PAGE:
September 13, 2011 by staff
SpongeBob Study, Viewing only nine minutes of frantic cartoon-like perennial children’s favorite “SpongeBob” may cause short-term care for children of preschool age, new research suggests.
For the study, psychologists studied 60 four years old. Each was randomly assigned to view either “a caricature of a fast-paced animated kitchen sponge,” ie, “SpongeBob,” the caricature of slower PBS “Caillou”, or nine minutes of color paper and crayons.
Immediately after the assignment of nine minutes, the children took tests of mental function. The tests measure the ability of children to solve problems, to remember what they said and follow the rules.
Another test measures the self and the ability to delay gratification, measuring the time that children could wait to eat snacks when an investigator left the room.
Those who had seen “SpongeBob” are measurably worse than the group drawing on all tests. However, there were no differences between the drawing and the children who watched “Caillou.”
For example, the test to delay gratification with snacks; children in the “SpongeBob” group could expect only two and a half minutes on average, compared to at least four minutes for the other two groups.
The results appear in the journal Pediatrics.
It has long been suspected that television viewing can lead to attention problems in young children in the long run, but this new study suggests there may be more immediate problems that can occur – even after only a few minutes of viewing.
It also suggests that parents should be concerned not only how much television their children watch, but what we are seeing.
The study’s lead author, University of Virginia Angeline Lillard, a psychology professor, believes the study shows that children are endangered in their ability to learn and use self-control immediately after seeing rapid sample.
She offered a few explanations for why children may experience short-term problems.
The first is that the rapid pace (with frequent scene changes and characters that are constantly in motion), and the fantasy aspect of the sample (with the characters doing things that are meaningless in the real world), can alter the children’s ability to concentrate afterwards.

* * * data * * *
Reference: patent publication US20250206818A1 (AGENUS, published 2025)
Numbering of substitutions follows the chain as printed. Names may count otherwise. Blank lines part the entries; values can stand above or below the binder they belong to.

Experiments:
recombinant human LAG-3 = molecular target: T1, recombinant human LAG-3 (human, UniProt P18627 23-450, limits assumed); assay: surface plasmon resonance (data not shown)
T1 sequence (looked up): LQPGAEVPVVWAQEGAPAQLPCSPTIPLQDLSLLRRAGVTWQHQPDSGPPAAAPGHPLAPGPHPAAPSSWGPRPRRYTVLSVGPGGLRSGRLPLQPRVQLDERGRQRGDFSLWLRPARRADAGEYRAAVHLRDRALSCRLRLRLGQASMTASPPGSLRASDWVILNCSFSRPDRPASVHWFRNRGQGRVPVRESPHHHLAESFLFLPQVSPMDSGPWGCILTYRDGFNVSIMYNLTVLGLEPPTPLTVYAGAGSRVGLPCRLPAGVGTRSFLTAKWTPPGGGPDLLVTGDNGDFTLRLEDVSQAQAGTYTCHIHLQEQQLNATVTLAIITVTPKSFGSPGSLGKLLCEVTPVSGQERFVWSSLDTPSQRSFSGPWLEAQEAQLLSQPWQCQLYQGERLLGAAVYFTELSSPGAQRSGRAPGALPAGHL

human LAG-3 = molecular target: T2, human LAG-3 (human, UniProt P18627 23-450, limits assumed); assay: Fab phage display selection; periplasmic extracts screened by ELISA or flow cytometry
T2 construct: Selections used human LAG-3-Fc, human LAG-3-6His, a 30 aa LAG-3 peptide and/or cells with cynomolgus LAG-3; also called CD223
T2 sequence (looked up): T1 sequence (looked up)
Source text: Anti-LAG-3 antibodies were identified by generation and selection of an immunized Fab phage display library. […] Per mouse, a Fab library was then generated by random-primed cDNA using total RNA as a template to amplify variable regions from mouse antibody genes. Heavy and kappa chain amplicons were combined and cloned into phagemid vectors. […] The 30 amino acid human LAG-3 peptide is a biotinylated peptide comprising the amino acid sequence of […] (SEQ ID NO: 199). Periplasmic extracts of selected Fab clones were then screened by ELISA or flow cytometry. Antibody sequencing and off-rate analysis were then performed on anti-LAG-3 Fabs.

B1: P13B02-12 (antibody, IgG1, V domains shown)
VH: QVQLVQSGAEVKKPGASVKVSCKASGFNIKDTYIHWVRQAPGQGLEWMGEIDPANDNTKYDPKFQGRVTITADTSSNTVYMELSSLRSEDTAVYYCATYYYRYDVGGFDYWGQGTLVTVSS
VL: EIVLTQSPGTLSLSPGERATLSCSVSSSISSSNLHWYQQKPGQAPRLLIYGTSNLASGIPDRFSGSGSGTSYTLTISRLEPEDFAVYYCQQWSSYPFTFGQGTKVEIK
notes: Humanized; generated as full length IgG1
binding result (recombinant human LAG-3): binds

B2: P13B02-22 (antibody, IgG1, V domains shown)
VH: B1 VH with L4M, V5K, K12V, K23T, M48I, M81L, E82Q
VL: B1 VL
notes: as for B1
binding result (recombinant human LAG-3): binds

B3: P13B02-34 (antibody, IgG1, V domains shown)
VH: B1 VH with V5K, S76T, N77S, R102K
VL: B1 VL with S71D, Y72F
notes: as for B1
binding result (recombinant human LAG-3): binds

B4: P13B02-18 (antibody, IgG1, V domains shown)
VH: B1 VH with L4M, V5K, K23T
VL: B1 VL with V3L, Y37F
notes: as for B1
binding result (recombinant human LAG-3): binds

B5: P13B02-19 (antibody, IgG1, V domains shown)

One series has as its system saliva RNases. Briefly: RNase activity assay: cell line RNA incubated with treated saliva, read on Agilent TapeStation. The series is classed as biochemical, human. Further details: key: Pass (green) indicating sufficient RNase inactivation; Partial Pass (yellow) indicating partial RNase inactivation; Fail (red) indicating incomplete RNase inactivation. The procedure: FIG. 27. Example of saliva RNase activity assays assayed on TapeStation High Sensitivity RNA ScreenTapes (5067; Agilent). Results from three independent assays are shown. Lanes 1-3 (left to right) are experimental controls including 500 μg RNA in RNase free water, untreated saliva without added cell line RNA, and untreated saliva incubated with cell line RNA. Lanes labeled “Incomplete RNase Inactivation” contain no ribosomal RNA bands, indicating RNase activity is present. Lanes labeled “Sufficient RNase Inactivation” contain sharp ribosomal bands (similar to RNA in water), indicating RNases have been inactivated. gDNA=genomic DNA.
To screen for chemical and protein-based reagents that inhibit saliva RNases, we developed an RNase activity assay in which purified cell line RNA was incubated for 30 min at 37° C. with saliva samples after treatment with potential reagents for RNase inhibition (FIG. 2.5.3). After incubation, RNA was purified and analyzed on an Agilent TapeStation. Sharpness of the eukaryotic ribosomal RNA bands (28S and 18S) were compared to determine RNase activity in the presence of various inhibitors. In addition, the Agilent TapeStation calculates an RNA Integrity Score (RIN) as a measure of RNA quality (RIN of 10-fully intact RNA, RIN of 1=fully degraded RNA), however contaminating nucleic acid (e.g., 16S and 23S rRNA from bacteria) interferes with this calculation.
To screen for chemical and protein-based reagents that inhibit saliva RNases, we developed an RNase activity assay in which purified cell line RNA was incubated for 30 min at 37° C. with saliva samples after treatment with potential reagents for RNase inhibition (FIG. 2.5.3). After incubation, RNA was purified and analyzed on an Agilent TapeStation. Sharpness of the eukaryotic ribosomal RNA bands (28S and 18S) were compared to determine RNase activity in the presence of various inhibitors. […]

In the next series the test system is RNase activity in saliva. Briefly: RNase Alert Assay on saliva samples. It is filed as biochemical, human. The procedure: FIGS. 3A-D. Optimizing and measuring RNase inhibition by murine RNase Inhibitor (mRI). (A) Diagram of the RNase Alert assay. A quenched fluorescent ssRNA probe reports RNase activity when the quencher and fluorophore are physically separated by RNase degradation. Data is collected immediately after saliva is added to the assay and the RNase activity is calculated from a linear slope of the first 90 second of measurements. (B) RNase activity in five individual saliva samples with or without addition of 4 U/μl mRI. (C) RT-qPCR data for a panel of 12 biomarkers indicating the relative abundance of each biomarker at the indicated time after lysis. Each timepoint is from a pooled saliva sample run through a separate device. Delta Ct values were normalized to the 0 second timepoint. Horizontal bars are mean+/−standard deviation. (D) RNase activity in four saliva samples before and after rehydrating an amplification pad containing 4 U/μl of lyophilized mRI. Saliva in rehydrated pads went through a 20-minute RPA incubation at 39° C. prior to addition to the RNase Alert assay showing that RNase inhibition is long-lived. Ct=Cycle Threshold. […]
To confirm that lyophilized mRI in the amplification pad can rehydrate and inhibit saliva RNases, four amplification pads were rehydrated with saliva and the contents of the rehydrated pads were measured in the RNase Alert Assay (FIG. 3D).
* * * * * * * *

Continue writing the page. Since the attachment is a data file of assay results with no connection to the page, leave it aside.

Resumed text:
It is also possible that children are unconsciously adopt the character traits out of focus and frenetic.
Lillard said similar problems have been observed in children who watched other programming fast-paced cartoon. “SpongeBob” not only
“I would not advise you to see programs such as the way to school or any time they are expected to pay attention and learn,” he told The Associated Press.
Dr. Dimitri Christakis, a child development specialist at Children’s Hospital of Seattle, who wrote an editorial accompanying the study notes research, has some “significant deficiencies”, including a small sample of only 60 children.
He also said the study did not examine the temporal effects of the behavior of fast-paced show lasted. It is unclear whether older children can be affected in the same way.
Despite the flaws, Christakis said the study provides some important clues.
“This is a small study, but it is very important because although there is a relationship between television viewing and children’s intellectual ability, it is worrying,” he told CTV News.
He said the study also showed that children see what is as important as how much to do.
“I was the type of programming that really made the difference, the fast-paced cartoon was associated with attention deficit, the slow pace and I do not think this is critical for parents and, in this case, educators and researchers to perform “he added.
However, a spokesman for Nickelodeon, which produces “SpongeBob,” disputes the results. David Bittler says “SpongeBob” is aimed at 6 – to 11 years old, not 4 years old. He also points out that most children in the study group were white and middle class families or rich.
“Have 60 non-diverse children, who are not part of the series objective (public) see nine minutes of programming methodology is questionable and could not form the basis for any valid conclusion that parents can trust,” he told The Associated Press.
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